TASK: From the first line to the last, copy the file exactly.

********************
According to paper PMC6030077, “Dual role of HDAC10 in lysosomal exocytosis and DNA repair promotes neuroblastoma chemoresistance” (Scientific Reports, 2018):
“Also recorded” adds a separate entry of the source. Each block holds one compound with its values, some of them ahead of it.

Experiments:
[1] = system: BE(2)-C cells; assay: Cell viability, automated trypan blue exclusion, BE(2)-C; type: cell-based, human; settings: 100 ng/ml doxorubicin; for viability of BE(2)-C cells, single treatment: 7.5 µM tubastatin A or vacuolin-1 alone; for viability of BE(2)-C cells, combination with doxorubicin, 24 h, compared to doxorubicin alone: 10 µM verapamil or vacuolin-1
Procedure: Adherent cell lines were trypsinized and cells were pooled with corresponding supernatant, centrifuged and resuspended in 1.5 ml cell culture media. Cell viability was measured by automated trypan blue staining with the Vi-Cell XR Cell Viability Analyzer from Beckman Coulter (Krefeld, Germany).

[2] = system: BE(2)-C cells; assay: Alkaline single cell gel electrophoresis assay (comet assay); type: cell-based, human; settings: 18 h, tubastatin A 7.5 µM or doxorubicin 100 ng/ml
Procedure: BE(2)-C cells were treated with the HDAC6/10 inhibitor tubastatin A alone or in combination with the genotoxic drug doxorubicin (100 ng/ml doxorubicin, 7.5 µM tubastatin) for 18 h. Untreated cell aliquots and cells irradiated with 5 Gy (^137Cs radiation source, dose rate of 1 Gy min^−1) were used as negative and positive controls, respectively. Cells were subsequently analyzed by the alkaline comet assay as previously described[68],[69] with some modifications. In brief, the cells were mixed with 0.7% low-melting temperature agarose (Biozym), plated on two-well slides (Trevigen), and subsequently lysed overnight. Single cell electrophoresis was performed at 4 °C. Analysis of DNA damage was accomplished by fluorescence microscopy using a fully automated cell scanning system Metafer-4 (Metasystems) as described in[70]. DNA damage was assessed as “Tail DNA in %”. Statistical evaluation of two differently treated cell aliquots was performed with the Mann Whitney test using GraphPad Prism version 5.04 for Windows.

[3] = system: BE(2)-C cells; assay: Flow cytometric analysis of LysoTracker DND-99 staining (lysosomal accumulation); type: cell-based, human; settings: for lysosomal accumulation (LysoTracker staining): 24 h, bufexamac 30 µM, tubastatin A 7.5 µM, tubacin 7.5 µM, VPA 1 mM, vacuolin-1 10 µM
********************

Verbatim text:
According to paper PMC6030077, “Dual role of HDAC10 in lysosomal exocytosis and DNA repair promotes neuroblastoma chemoresistance” (Scientific Reports, 2018):
“Also recorded” adds a separate entry of the source. Each block holds one compound with its values, some of them ahead of it.

Experiments:
[1] = system: BE(2)-C cells; assay: Cell viability, automated trypan blue exclusion, BE(2)-C; type: cell-based, human; settings: 100 ng/ml doxorubicin; for viability of BE(2)-C cells, single treatment: 7.5 µM tubastatin A or vacuolin-1 alone; for viability of BE(2)-C cells, combination with doxorubicin, 24 h, compared to doxorubicin alone: 10 µM verapamil or vacuolin-1
Procedure: Adherent cell lines were trypsinized and cells were pooled with corresponding supernatant, centrifuged and resuspended in 1.5 ml cell culture media. Cell viability was measured by automated trypan blue staining with the Vi-Cell XR Cell Viability Analyzer from Beckman Coulter (Krefeld, Germany).

[2] = system: BE(2)-C cells; assay: Alkaline single cell gel electrophoresis assay (comet assay); type: cell-based, human; settings: 18 h, tubastatin A 7.5 µM or doxorubicin 100 ng/ml
Procedure: BE(2)-C cells were treated with the HDAC6/10 inhibitor tubastatin A alone or in combination with the genotoxic drug doxorubicin (100 ng/ml doxorubicin, 7.5 µM tubastatin) for 18 h. Untreated cell aliquots and cells irradiated with 5 Gy (^137Cs radiation source, dose rate of 1 Gy min^−1) were used as negative and positive controls, respectively. Cells were subsequently analyzed by the alkaline comet assay as previously described[68],[69] with some modifications. In brief, the cells were mixed with 0.7% low-melting temperature agarose (Biozym), plated on two-well slides (Trevigen), and subsequently lysed overnight. Single cell electrophoresis was performed at 4 °C. Analysis of DNA damage was accomplished by fluorescence microscopy using a fully automated cell scanning system Metafer-4 (Metasystems) as described in[70]. DNA damage was assessed as “Tail DNA in %”. Statistical evaluation of two differently treated cell aliquots was performed with the Mann Whitney test using GraphPad Prism version 5.04 for Windows.

[3] = system: BE(2)-C cells; assay: Flow cytometric analysis of LysoTracker DND-99 staining (lysosomal accumulation); type: cell-based, human; settings: for lysosomal accumulation (LysoTracker staining): 24 h, bufexamac 30 µM, tubastatin A 7.5 µM, tubacin 7.5 µM, VPA 1 mM, vacuolin-1 10 µM